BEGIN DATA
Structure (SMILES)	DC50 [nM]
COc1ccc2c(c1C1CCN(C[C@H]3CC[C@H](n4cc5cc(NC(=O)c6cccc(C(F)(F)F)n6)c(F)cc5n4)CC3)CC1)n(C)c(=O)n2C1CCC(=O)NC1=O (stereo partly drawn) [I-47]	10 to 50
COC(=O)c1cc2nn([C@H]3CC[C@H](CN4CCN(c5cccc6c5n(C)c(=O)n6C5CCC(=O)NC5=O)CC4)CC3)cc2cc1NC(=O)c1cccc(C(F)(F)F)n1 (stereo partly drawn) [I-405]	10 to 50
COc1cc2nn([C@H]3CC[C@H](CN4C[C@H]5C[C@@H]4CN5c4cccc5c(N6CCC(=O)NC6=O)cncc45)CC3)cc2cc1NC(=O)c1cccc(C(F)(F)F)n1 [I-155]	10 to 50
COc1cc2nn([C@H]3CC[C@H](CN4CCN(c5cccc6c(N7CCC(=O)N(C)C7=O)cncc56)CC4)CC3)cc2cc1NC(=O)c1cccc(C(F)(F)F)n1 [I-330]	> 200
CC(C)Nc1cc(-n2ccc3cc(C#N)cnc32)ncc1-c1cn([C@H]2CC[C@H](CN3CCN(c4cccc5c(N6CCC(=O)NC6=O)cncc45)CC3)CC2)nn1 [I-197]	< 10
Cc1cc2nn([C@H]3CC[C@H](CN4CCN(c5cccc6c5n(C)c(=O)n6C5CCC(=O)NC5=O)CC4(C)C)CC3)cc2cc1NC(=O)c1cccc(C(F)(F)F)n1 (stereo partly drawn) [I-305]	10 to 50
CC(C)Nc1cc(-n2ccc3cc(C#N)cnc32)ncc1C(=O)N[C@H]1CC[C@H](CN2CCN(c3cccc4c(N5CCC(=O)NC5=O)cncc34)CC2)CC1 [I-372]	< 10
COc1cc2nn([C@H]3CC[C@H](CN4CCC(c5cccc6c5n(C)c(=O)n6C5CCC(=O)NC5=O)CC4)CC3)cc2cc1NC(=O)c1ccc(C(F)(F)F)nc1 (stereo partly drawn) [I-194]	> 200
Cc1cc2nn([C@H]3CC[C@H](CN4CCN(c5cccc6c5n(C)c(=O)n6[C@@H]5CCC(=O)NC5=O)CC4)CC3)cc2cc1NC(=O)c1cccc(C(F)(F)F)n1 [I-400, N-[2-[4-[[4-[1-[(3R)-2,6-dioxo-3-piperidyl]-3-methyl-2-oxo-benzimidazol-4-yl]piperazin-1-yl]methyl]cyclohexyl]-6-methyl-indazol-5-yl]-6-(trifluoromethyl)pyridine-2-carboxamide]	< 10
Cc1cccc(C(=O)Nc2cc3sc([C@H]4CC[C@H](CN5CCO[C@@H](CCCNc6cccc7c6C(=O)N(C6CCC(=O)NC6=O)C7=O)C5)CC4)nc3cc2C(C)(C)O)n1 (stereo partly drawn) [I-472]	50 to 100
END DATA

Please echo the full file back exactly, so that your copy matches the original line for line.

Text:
Structure (SMILES)	DC50 [nM]
COc1ccc2c(c1C1CCN(C[C@H]3CC[C@H](n4cc5cc(NC(=O)c6cccc(C(F)(F)F)n6)c(F)cc5n4)CC3)CC1)n(C)c(=O)n2C1CCC(=O)NC1=O (stereo partly drawn) [I-47]	10 to 50
COC(=O)c1cc2nn([C@H]3CC[C@H](CN4CCN(c5cccc6c5n(C)c(=O)n6C5CCC(=O)NC5=O)CC4)CC3)cc2cc1NC(=O)c1cccc(C(F)(F)F)n1 (stereo partly drawn) [I-405]	10 to 50
COc1cc2nn([C@H]3CC[C@H](CN4C[C@H]5C[C@@H]4CN5c4cccc5c(N6CCC(=O)NC6=O)cncc45)CC3)cc2cc1NC(=O)c1cccc(C(F)(F)F)n1 [I-155]	10 to 50
COc1cc2nn([C@H]3CC[C@H](CN4CCN(c5cccc6c(N7CCC(=O)N(C)C7=O)cncc56)CC4)CC3)cc2cc1NC(=O)c1cccc(C(F)(F)F)n1 [I-330]	> 200
CC(C)Nc1cc(-n2ccc3cc(C#N)cnc32)ncc1-c1cn([C@H]2CC[C@H](CN3CCN(c4cccc5c(N6CCC(=O)NC6=O)cncc45)CC3)CC2)nn1 [I-197]	< 10
Cc1cc2nn([C@H]3CC[C@H](CN4CCN(c5cccc6c5n(C)c(=O)n6C5CCC(=O)NC5=O)CC4(C)C)CC3)cc2cc1NC(=O)c1cccc(C(F)(F)F)n1 (stereo partly drawn) [I-305]	10 to 50
CC(C)Nc1cc(-n2ccc3cc(C#N)cnc32)ncc1C(=O)N[C@H]1CC[C@H](CN2CCN(c3cccc4c(N5CCC(=O)NC5=O)cncc34)CC2)CC1 [I-372]	< 10
COc1cc2nn([C@H]3CC[C@H](CN4CCC(c5cccc6c5n(C)c(=O)n6C5CCC(=O)NC5=O)CC4)CC3)cc2cc1NC(=O)c1ccc(C(F)(F)F)nc1 (stereo partly drawn) [I-194]	> 200
Cc1cc2nn([C@H]3CC[C@H](CN4CCN(c5cccc6c5n(C)c(=O)n6[C@@H]5CCC(=O)NC5=O)CC4)CC3)cc2cc1NC(=O)c1cccc(C(F)(F)F)n1 [I-400, N-[2-[4-[[4-[1-[(3R)-2,6-dioxo-3-piperidyl]-3-methyl-2-oxo-benzimidazol-4-yl]piperazin-1-yl]methyl]cyclohexyl]-6-methyl-indazol-5-yl]-6-(trifluoromethyl)pyridine-2-carboxamide]	< 10
Cc1cccc(C(=O)Nc2cc3sc([C@H]4CC[C@H](CN5CCO[C@@H](CCCNc6cccc7c6C(=O)N(C6CCC(=O)NC6=O)C7=O)C5)CC4)nc3cc2C(C)(C)O)n1 (stereo partly drawn) [I-472]	50 to 100